Preparing For The Unknown: Incapacity Planning

Estate planning offers more than you may realize. Experienced attorneys will provide you with various ways to protect your assets while ensuring that your chosen beneficiaries receive them. An overlooked and essential element is that when you create one, you can be prepared for the uncertainties of the future. Everyone is exposed to the risk of being incapacitated. People who must undergo complicated or relatively dangerous surgeries can reclaim an element of control by meeting with an attorney to discuss incapacity planning.

What It Can Do For You

Who is incapacity planning for? In a word, you. Anyone over the age of 18 years should incorporate incapacity planning into their estate plan. Including incapacity planning in your estate plan is based on the simple premise that you never know when you will need it. When people think of estate planning, they tend to think of only what happens to their assets when they pass away. A truly comprehensive estate plan also plans for your incapacity. Incapacity planning is for when you are still alive but cannot make decisions on your behalf.

Incapacity planning is something you do for other people as much as yourself. If you are in a severe accident, your friends and family will have a legal framework that allows them to take care of you. If you do not have one, they will be forced to go through obtaining a conservatorship or guardianship. 

That can be a costly, time-consuming, and potentially an adversarial ordeal. And your friends or family will have to go through this process during an emotionally challenging time.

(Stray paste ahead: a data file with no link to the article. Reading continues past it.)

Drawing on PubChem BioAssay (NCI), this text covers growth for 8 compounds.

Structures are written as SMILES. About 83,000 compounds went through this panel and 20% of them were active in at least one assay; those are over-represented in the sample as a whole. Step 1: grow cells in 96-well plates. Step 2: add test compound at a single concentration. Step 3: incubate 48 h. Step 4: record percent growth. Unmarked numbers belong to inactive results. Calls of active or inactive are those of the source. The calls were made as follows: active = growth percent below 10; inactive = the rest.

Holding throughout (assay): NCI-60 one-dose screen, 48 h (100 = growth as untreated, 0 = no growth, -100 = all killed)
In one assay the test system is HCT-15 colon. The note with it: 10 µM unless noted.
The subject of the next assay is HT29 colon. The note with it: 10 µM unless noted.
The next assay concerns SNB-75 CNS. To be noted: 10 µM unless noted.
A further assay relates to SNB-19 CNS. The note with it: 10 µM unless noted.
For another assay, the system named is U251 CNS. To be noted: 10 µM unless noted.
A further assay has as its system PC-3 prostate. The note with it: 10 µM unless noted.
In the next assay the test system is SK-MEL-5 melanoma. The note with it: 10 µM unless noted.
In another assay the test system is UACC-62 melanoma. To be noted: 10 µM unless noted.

Key Documents

The role of an estate planner is to assemble a collection of documents and turn them into a plan. For example, an Advance Medical Directive (also referred to as a living will) enables you to express your wishes regarding life-sustaining medical procedures. Imagine the pressure you could put on someone who has to make this decision without knowing what you would have wanted.

Healthcare powers of attorney and durable general powers of attorney grant others the right to make medical and financial decisions on your behalf. Think about who will pay your bills if you are incapacited? Who do you want making your healthcare decisions and do you have any specific instructions or wishes? Having these documents help your loved ones considerably.

Select Law Partners, PLLC

Make the responsible decision to create an estate plan. Despite not knowing what the future holds, your attorney can help you be prepared for it. Contact Select Law Partners to sit down with an experienced attorney and discuss your estate plan.

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Sara Josey

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